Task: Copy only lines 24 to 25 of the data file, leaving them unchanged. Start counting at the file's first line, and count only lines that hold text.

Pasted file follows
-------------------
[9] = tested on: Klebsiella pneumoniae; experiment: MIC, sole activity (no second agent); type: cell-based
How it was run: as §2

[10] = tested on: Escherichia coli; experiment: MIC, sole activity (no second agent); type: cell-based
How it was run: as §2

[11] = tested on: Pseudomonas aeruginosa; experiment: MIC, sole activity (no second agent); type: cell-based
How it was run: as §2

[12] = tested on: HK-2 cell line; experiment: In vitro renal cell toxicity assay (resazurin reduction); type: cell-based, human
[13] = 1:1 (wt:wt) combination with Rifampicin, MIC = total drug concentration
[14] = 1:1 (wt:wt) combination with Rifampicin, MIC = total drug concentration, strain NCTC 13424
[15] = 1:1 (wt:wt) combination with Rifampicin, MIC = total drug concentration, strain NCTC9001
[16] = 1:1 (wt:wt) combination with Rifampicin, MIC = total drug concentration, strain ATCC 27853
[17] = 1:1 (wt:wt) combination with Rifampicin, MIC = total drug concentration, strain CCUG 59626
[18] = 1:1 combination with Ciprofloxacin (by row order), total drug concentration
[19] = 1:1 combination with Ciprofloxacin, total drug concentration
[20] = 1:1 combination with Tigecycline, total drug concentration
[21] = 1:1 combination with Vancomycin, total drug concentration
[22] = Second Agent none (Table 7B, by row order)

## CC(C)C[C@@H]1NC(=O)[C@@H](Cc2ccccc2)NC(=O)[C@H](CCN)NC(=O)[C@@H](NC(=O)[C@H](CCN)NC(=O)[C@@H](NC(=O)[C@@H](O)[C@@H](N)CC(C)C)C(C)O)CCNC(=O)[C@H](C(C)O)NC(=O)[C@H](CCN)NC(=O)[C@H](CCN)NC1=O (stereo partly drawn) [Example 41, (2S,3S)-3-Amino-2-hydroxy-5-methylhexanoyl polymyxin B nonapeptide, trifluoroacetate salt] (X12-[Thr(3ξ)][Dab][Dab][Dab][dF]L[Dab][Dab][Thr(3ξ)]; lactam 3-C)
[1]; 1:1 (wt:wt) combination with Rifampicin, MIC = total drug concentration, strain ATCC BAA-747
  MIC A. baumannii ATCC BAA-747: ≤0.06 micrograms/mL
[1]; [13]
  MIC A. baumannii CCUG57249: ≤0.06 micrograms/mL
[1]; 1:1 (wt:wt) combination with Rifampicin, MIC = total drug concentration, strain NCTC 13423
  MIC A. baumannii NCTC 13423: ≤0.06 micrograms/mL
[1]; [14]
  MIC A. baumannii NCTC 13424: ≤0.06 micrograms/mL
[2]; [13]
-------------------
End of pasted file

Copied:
  MIC A. baumannii NCTC 13423: ≤0.06 micrograms/mL
[1]; [14]